- C. The second exhortative verb is also a present subjunctive that is the opposite of the first; it means, "let us stay awake...". It is a mistake to think that Paul is saying "let us watch...".
- 1. There are some interesting parallel passages to Paul's thought here.
- a. 1 Peter 5:8 uses exactly the same two terms (stay awake and be sober) because we have a "roaring lion" adversary looking to devour whomever he can.
- b. Revelation 3:2, 3 (and 16:15) are all tied to the "I will come as a thief" concept, but this context relates specifically to the "angel" of the church in Sardis who is "dead", not "alive". The issue of the context of the 16:15 text is "keeping one's garments so nakedness will not "shame" him/her. Additionally, the "garment" concept is emphasized in 3:4-18.
- c. In the Garden scenes in Matthew and Mark, Jesus' exhortation is "stay awake" and pray.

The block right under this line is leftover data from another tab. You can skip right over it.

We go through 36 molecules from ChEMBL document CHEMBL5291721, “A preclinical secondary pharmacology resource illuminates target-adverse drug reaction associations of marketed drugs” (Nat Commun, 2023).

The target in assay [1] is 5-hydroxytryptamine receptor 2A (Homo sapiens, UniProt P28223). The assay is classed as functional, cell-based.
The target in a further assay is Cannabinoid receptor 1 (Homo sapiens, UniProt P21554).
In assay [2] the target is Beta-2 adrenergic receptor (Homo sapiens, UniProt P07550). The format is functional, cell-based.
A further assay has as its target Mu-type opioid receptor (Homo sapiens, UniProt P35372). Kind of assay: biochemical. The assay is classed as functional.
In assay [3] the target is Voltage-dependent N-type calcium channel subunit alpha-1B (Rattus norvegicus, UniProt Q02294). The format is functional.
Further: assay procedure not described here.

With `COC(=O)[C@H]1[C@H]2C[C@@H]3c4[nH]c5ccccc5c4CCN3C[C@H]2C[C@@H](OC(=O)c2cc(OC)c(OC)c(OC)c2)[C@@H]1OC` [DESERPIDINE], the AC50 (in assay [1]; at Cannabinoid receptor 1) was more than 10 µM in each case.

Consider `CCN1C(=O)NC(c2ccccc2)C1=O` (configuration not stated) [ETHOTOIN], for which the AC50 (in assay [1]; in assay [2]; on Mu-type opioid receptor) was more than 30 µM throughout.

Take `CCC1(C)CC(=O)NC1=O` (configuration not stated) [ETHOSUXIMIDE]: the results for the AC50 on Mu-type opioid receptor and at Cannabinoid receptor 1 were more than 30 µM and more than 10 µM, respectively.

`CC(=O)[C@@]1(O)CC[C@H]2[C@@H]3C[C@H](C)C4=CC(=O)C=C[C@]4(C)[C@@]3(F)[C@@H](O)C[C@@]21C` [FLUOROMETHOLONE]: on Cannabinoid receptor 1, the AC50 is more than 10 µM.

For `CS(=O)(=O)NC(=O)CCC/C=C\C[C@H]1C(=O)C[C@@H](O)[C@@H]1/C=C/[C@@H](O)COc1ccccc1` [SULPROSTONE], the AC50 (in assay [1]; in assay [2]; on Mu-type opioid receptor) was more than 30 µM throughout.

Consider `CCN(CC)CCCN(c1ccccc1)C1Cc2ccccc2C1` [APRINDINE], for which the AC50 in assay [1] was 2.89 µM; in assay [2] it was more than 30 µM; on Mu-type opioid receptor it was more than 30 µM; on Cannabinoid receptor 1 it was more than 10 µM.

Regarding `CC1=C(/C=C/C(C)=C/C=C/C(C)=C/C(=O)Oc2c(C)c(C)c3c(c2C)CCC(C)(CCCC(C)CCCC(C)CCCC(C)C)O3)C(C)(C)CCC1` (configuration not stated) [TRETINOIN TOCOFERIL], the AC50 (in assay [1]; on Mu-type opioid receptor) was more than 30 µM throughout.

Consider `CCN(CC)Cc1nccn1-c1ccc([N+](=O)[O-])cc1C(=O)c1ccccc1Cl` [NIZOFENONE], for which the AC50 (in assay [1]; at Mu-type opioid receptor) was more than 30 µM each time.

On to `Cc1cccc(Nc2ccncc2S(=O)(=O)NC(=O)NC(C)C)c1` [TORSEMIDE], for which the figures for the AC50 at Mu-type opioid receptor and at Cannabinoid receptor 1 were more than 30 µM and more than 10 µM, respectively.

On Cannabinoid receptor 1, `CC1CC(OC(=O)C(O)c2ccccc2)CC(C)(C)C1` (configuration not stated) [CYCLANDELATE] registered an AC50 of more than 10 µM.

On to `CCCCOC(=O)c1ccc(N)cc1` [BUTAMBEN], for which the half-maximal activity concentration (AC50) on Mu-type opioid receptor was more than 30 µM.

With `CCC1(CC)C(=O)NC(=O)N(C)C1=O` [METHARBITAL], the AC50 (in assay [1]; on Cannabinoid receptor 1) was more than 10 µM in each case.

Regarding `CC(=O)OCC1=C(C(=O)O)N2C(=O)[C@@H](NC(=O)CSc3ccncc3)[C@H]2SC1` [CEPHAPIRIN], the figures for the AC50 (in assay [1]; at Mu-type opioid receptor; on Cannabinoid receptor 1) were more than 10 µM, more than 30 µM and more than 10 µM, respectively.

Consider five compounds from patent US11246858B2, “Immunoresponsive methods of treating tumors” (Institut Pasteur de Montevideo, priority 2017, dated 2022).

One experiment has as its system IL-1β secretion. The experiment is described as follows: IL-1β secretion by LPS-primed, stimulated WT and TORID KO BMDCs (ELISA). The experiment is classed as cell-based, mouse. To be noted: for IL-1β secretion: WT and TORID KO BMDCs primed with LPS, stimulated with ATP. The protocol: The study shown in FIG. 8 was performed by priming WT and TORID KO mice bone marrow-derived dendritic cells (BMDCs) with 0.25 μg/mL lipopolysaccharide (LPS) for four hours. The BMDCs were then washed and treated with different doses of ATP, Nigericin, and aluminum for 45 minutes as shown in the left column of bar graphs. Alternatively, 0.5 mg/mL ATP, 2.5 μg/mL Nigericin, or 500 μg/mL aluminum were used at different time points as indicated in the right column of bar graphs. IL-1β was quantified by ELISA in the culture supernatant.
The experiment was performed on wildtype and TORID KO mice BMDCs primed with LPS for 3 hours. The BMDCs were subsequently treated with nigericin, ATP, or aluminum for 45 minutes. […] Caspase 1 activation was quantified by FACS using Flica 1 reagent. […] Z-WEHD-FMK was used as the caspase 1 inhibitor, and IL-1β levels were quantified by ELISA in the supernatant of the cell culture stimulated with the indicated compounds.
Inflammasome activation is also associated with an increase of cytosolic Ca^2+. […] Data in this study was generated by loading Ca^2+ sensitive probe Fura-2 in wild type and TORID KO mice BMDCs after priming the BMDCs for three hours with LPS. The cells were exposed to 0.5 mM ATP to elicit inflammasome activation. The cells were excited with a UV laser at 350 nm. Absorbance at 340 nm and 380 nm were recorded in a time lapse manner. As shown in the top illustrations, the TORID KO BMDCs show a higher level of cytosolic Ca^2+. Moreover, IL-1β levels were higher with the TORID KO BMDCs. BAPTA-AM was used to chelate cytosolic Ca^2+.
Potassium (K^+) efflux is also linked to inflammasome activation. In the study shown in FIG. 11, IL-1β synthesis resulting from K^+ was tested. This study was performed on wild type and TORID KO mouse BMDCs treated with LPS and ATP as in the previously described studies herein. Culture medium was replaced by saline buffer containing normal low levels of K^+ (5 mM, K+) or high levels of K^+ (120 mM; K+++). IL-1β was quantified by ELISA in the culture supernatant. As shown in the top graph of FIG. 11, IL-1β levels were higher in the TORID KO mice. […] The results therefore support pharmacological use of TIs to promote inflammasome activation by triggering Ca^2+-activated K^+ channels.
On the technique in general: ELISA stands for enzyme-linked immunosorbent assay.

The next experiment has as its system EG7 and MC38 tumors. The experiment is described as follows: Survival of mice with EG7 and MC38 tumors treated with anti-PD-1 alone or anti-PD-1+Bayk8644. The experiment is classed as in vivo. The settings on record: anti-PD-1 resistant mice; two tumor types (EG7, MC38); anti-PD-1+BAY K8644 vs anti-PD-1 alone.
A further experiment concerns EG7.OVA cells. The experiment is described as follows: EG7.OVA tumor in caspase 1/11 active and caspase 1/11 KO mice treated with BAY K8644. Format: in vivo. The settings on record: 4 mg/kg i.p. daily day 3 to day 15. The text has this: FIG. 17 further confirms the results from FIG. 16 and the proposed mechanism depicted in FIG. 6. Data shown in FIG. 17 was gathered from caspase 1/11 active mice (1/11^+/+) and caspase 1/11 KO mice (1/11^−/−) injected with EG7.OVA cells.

- 2. At issue is whether the person will be able to "see" the involved issues with sufficient clarity as to be able to live by the Spirit.
- D. The third exhortative verb, like the preceding two, is a present subjunctive and it means "abstain from intoxication": "let us be sober...".
- 1. It seems clear that "staying awake" and "being sober" are linked in substance. Interestingly the translators of the Authorized Version confuse the two ideas by using "be sober" and "watch" as interchangeable concepts in 1 Peter 1:13; 4:7; and 5:8.
- 2. It is also clear from Paul's parallelism in our text/context that "be sober" means "do not be drunk". However, being "drunk" is also a metaphor in this text/context. As a metaphor, it carries a close parallel idea to that of being "oblivious" as in "sleeping". However, as a metaphor, it seems to be fixated upon the "mind" as the instrument that is at the root of "function" (as in 1 Peter 1:13).
- a. Peter's "gird up the loins of your mind" seems to indicate that one is to be careful how one's "mind" spends its "procreational abilities".
- *** b. Here the idea zeroes in on Paul's "function" thesis in the "let us not sleep" exhortation. This seems to be Paul's expansion of his thesis: Let us not "sleep" in either becoming oblivious (let us stay awake) or becoming inactive (let us be sober).